Healthy Bones

Martha Stewart Living Television

Do you take care of your bones? Well, you should! Martha's friend, June Lay, a health and fitness specialist, explained what bones are and why they are so important to a healthy and active life.

Bones
- Bone is living tissue made up of cells that we lose and gain each day just like the tissue and cells of our skin.

- During childhood, new bone growth outpaces loss, and we reach our peak bone mass between 20 and 30 years old.

Osteoporosis
- The most talked about form of osteoporosis, type I, occurs in women when estrogen levels start to decline at menopause.

- Type II occurs in men and women alike later in life as a result of aging (70 years and older).

Excessive Bone Loss
- When there is excessive bones loss, fractures are likely, there is height loss, and, in extreme cases, a dowager's hump (an abnormal outward curvature of the upper back) forms.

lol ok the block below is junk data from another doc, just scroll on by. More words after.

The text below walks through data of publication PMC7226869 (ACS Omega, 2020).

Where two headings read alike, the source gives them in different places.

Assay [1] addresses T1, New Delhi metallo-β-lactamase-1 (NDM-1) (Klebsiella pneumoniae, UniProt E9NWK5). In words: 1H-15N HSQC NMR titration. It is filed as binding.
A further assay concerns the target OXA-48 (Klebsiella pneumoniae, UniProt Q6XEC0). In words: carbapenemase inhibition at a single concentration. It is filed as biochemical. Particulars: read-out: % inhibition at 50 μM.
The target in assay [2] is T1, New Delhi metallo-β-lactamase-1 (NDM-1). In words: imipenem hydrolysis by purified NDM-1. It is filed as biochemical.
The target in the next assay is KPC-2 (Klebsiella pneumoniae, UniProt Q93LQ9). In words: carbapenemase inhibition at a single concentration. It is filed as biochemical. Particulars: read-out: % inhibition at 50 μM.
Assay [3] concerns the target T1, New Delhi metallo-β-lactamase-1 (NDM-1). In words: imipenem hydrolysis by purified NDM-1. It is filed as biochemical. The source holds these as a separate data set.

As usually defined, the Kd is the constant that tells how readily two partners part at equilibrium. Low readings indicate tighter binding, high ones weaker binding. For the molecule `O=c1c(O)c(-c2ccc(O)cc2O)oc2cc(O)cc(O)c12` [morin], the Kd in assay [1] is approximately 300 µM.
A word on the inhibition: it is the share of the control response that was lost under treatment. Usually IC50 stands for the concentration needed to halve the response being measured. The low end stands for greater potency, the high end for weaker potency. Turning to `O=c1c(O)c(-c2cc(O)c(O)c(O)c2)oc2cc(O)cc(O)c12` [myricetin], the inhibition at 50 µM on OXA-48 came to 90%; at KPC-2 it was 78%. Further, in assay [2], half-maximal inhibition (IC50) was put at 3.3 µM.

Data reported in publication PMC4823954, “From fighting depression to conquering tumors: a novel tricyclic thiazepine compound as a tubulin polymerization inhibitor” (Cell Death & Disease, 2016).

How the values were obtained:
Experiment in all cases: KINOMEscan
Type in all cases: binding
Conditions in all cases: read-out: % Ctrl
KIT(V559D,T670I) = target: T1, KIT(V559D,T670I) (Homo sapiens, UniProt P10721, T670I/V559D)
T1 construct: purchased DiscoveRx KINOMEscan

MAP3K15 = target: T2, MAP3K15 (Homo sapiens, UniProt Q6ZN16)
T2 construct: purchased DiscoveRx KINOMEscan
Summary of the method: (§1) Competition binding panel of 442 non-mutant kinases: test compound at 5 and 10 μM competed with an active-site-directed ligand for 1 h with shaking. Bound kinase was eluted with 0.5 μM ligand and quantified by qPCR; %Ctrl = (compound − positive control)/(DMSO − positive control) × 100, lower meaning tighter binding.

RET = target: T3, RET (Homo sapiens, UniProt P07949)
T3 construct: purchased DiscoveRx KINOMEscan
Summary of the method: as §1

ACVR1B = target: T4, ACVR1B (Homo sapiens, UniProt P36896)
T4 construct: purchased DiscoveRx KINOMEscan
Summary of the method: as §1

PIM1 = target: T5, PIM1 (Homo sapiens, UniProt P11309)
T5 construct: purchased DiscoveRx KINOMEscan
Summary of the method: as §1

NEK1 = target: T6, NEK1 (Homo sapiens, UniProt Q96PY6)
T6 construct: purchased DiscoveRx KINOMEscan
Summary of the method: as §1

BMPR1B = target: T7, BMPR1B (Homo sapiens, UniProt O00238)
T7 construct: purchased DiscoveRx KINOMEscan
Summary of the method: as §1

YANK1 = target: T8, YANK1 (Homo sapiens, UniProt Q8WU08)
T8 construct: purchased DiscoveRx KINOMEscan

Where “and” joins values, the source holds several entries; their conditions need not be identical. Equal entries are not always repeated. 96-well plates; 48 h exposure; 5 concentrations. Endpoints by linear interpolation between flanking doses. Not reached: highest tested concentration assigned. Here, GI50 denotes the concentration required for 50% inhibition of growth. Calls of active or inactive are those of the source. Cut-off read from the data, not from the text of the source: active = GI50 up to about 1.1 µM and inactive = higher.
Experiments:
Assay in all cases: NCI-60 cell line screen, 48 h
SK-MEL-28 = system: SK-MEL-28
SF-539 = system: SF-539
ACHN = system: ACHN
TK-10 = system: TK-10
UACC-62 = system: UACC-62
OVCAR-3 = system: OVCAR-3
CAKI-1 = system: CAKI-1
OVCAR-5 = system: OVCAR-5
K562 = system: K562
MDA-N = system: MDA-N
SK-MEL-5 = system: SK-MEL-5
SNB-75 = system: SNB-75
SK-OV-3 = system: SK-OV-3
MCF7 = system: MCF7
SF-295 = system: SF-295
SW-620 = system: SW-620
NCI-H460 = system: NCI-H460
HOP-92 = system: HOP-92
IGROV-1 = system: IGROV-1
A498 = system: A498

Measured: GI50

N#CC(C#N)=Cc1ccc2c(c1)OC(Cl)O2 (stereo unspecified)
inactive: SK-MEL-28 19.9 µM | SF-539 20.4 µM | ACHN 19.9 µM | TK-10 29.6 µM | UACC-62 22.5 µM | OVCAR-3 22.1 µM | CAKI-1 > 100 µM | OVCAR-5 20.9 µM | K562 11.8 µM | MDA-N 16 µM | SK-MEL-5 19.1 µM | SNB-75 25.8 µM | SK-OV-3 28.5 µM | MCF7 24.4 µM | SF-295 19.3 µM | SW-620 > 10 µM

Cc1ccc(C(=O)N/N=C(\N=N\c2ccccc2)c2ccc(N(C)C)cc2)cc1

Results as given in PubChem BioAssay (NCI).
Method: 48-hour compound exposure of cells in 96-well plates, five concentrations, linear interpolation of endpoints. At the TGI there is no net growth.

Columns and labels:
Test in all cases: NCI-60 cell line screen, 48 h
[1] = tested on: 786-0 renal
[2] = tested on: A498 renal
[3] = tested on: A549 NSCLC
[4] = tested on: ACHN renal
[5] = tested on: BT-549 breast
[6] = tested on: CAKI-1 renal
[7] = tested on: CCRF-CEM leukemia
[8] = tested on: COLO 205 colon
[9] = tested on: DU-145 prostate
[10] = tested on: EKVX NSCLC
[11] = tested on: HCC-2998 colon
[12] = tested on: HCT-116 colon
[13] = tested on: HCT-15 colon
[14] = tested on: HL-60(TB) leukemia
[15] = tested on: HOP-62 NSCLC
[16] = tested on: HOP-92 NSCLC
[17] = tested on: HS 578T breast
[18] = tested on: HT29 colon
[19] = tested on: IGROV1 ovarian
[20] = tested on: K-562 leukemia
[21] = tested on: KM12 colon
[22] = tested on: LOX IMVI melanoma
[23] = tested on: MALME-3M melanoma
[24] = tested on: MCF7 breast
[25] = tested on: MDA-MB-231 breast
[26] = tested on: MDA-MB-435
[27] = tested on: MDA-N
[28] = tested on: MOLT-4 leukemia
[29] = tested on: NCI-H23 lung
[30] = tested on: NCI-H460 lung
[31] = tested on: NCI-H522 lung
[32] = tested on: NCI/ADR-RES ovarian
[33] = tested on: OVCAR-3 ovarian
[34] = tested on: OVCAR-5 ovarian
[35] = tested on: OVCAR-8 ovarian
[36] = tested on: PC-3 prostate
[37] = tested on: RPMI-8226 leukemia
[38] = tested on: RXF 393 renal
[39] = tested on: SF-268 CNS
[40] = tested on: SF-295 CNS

- The most common fracture sites are the femur (hip), radial (forearm), and vertebrae (spine), with the hip being the most debilitating.

Exercise
- Exercise helps our bones by placing stress on them which stimulates new cell growth, one component important to bone health.

- Exercise also stimulates the body to absorb more calcium in respond to the need for new cells.

- There are two types of exercise that bone responds to favorably. The first is gravitational or weight-bearing exercise, the second is high-intensity weight training.

- Some exercises that achieve a gravitational pull on our bodies are standing, walking, and jogging.

- For high-resistance exercises, work out with enough weight that allows you to perform only eight to 10 repetitions. Studies show that exercising three times per week is optimal.

- Before you begin any exercise regimen, consult your doctor.

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